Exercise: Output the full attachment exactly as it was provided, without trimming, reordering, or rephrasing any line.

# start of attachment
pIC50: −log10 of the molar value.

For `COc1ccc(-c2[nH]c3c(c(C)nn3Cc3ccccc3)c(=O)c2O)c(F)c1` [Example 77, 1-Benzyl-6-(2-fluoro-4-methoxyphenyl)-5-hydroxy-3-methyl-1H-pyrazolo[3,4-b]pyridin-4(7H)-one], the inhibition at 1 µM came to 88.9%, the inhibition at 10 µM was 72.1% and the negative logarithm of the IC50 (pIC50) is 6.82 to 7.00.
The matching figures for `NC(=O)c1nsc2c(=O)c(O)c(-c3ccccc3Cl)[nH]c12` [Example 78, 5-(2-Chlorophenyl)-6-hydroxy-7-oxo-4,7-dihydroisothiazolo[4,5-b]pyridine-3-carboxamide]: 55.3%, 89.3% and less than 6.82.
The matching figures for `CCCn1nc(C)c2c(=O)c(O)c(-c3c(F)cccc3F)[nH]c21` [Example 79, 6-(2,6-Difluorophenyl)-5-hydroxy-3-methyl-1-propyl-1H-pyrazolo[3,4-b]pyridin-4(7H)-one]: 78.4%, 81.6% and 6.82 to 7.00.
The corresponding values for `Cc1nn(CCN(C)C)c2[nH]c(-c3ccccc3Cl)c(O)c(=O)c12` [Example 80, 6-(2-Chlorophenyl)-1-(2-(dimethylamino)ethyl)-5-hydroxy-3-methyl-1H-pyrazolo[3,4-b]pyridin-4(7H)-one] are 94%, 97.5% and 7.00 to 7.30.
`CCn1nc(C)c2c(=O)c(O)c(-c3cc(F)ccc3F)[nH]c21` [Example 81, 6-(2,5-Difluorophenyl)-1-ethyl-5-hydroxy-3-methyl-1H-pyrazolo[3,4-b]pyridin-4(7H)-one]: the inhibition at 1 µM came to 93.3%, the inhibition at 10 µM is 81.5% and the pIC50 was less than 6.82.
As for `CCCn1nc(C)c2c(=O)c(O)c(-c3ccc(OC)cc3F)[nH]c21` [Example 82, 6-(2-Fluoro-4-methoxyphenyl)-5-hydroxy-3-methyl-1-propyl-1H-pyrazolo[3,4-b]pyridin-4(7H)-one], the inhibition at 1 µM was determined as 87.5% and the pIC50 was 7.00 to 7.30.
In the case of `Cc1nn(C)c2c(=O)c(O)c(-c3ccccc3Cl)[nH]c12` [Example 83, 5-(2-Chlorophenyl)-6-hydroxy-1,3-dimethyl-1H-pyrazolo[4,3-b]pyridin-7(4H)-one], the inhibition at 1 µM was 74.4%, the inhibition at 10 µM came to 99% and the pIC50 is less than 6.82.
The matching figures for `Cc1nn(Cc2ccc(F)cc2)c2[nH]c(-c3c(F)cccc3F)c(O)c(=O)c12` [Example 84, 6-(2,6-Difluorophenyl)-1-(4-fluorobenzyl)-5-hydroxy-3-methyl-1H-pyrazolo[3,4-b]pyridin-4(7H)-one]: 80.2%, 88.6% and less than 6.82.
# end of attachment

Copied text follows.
pIC50: −log10 of the molar value.

For `COc1ccc(-c2[nH]c3c(c(C)nn3Cc3ccccc3)c(=O)c2O)c(F)c1` [Example 77, 1-Benzyl-6-(2-fluoro-4-methoxyphenyl)-5-hydroxy-3-methyl-1H-pyrazolo[3,4-b]pyridin-4(7H)-one], the inhibition at 1 µM came to 88.9%, the inhibition at 10 µM was 72.1% and the negative logarithm of the IC50 (pIC50) is 6.82 to 7.00.
The matching figures for `NC(=O)c1nsc2c(=O)c(O)c(-c3ccccc3Cl)[nH]c12` [Example 78, 5-(2-Chlorophenyl)-6-hydroxy-7-oxo-4,7-dihydroisothiazolo[4,5-b]pyridine-3-carboxamide]: 55.3%, 89.3% and less than 6.82.
The matching figures for `CCCn1nc(C)c2c(=O)c(O)c(-c3c(F)cccc3F)[nH]c21` [Example 79, 6-(2,6-Difluorophenyl)-5-hydroxy-3-methyl-1-propyl-1H-pyrazolo[3,4-b]pyridin-4(7H)-one]: 78.4%, 81.6% and 6.82 to 7.00.
The corresponding values for `Cc1nn(CCN(C)C)c2[nH]c(-c3ccccc3Cl)c(O)c(=O)c12` [Example 80, 6-(2-Chlorophenyl)-1-(2-(dimethylamino)ethyl)-5-hydroxy-3-methyl-1H-pyrazolo[3,4-b]pyridin-4(7H)-one] are 94%, 97.5% and 7.00 to 7.30.
`CCn1nc(C)c2c(=O)c(O)c(-c3cc(F)ccc3F)[nH]c21` [Example 81, 6-(2,5-Difluorophenyl)-1-ethyl-5-hydroxy-3-methyl-1H-pyrazolo[3,4-b]pyridin-4(7H)-one]: the inhibition at 1 µM came to 93.3%, the inhibition at 10 µM is 81.5% and the pIC50 was less than 6.82.
As for `CCCn1nc(C)c2c(=O)c(O)c(-c3ccc(OC)cc3F)[nH]c21` [Example 82, 6-(2-Fluoro-4-methoxyphenyl)-5-hydroxy-3-methyl-1-propyl-1H-pyrazolo[3,4-b]pyridin-4(7H)-one], the inhibition at 1 µM was determined as 87.5% and the pIC50 was 7.00 to 7.30.
In the case of `Cc1nn(C)c2c(=O)c(O)c(-c3ccccc3Cl)[nH]c12` [Example 83, 5-(2-Chlorophenyl)-6-hydroxy-1,3-dimethyl-1H-pyrazolo[4,3-b]pyridin-7(4H)-one], the inhibition at 1 µM was 74.4%, the inhibition at 10 µM came to 99% and the pIC50 is less than 6.82.
The matching figures for `Cc1nn(Cc2ccc(F)cc2)c2[nH]c(-c3c(F)cccc3F)c(O)c(=O)c12` [Example 84, 6-(2,6-Difluorophenyl)-1-(4-fluorobenzyl)-5-hydroxy-3-methyl-1H-pyrazolo[3,4-b]pyridin-4(7H)-one]: 80.2%, 88.6% and less than 6.82.